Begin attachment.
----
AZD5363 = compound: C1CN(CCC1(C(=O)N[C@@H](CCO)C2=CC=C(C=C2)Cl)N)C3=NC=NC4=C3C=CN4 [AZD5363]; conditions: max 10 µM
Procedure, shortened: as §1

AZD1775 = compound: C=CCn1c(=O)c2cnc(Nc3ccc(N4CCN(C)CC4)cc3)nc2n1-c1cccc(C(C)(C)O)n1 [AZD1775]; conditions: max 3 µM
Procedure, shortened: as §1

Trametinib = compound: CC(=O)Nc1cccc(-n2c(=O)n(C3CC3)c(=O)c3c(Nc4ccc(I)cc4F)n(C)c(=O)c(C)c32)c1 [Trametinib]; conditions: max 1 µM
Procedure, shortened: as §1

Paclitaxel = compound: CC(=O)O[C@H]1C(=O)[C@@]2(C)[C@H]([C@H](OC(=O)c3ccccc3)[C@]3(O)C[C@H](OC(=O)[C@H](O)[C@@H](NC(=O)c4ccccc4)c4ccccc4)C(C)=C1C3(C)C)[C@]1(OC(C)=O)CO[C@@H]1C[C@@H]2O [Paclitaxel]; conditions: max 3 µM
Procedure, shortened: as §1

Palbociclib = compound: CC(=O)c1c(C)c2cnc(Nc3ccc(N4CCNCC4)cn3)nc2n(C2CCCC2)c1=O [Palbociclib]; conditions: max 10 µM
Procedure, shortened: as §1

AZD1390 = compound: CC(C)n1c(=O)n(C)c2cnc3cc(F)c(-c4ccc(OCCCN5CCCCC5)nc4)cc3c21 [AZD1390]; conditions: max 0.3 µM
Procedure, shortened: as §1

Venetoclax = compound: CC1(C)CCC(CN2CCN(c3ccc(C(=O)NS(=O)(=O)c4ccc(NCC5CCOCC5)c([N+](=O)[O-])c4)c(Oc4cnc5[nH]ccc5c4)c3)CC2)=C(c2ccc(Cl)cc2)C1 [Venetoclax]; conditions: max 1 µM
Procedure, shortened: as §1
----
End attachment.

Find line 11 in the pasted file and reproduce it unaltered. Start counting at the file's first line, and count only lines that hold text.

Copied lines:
AZD1390 = compound: CC(C)n1c(=O)n(C)c2cnc3cc(F)c(-c4ccc(OCCCN5CCCCC5)nc4)cc3c21 [AZD1390]; conditions: max 0.3 µM